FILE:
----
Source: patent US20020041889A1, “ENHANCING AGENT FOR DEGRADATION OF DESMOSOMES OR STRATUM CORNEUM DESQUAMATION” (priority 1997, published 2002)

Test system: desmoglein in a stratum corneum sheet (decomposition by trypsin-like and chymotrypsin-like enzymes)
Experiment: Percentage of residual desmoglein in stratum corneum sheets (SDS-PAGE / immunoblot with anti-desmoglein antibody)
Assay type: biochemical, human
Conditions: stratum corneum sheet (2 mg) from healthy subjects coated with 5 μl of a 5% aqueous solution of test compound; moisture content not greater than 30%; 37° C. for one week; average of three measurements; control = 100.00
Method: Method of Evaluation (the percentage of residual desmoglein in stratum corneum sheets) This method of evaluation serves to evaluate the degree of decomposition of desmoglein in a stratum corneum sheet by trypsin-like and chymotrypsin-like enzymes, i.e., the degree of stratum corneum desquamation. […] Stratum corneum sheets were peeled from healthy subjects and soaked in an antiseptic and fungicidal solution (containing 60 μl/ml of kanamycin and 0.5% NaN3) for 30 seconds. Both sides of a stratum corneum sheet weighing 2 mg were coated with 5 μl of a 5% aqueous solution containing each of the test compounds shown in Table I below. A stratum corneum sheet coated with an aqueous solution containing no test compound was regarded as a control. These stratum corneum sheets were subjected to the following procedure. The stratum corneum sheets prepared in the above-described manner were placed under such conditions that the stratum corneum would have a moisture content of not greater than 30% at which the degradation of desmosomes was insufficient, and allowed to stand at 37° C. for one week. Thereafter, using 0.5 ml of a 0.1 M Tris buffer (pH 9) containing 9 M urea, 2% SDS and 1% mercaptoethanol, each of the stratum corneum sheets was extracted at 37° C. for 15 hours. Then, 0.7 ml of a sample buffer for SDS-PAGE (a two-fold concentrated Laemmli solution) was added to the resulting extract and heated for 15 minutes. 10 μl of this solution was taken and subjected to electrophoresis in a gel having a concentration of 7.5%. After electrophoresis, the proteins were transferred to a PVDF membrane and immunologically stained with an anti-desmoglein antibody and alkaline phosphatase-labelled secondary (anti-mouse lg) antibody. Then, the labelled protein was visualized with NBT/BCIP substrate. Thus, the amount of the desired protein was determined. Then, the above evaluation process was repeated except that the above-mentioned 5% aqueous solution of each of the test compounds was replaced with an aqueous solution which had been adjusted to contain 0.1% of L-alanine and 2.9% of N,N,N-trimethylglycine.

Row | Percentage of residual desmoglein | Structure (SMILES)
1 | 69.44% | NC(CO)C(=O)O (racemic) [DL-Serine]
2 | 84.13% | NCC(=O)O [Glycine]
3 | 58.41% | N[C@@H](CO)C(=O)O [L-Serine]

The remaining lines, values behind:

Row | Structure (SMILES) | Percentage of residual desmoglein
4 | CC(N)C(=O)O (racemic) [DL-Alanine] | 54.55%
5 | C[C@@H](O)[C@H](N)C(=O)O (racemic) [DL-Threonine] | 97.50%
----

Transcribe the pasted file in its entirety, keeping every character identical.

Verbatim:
Source: patent US20020041889A1, “ENHANCING AGENT FOR DEGRADATION OF DESMOSOMES OR STRATUM CORNEUM DESQUAMATION” (priority 1997, published 2002)

Test system: desmoglein in a stratum corneum sheet (decomposition by trypsin-like and chymotrypsin-like enzymes)
Experiment: Percentage of residual desmoglein in stratum corneum sheets (SDS-PAGE / immunoblot with anti-desmoglein antibody)
Assay type: biochemical, human
Conditions: stratum corneum sheet (2 mg) from healthy subjects coated with 5 μl of a 5% aqueous solution of test compound; moisture content not greater than 30%; 37° C. for one week; average of three measurements; control = 100.00
Method: Method of Evaluation (the percentage of residual desmoglein in stratum corneum sheets) This method of evaluation serves to evaluate the degree of decomposition of desmoglein in a stratum corneum sheet by trypsin-like and chymotrypsin-like enzymes, i.e., the degree of stratum corneum desquamation. […] Stratum corneum sheets were peeled from healthy subjects and soaked in an antiseptic and fungicidal solution (containing 60 μl/ml of kanamycin and 0.5% NaN3) for 30 seconds. Both sides of a stratum corneum sheet weighing 2 mg were coated with 5 μl of a 5% aqueous solution containing each of the test compounds shown in Table I below. A stratum corneum sheet coated with an aqueous solution containing no test compound was regarded as a control. These stratum corneum sheets were subjected to the following procedure. The stratum corneum sheets prepared in the above-described manner were placed under such conditions that the stratum corneum would have a moisture content of not greater than 30% at which the degradation of desmosomes was insufficient, and allowed to stand at 37° C. for one week. Thereafter, using 0.5 ml of a 0.1 M Tris buffer (pH 9) containing 9 M urea, 2% SDS and 1% mercaptoethanol, each of the stratum corneum sheets was extracted at 37° C. for 15 hours. Then, 0.7 ml of a sample buffer for SDS-PAGE (a two-fold concentrated Laemmli solution) was added to the resulting extract and heated for 15 minutes. 10 μl of this solution was taken and subjected to electrophoresis in a gel having a concentration of 7.5%. After electrophoresis, the proteins were transferred to a PVDF membrane and immunologically stained with an anti-desmoglein antibody and alkaline phosphatase-labelled secondary (anti-mouse lg) antibody. Then, the labelled protein was visualized with NBT/BCIP substrate. Thus, the amount of the desired protein was determined. Then, the above evaluation process was repeated except that the above-mentioned 5% aqueous solution of each of the test compounds was replaced with an aqueous solution which had been adjusted to contain 0.1% of L-alanine and 2.9% of N,N,N-trimethylglycine.

Row | Percentage of residual desmoglein | Structure (SMILES)
1 | 69.44% | NC(CO)C(=O)O (racemic) [DL-Serine]
2 | 84.13% | NCC(=O)O [Glycine]
3 | 58.41% | N[C@@H](CO)C(=O)O [L-Serine]

The remaining lines, values behind:

Row | Structure (SMILES) | Percentage of residual desmoglein
4 | CC(N)C(=O)O (racemic) [DL-Alanine] | 54.55%
5 | C[C@@H](O)[C@H](N)C(=O)O (racemic) [DL-Threonine] | 97.50%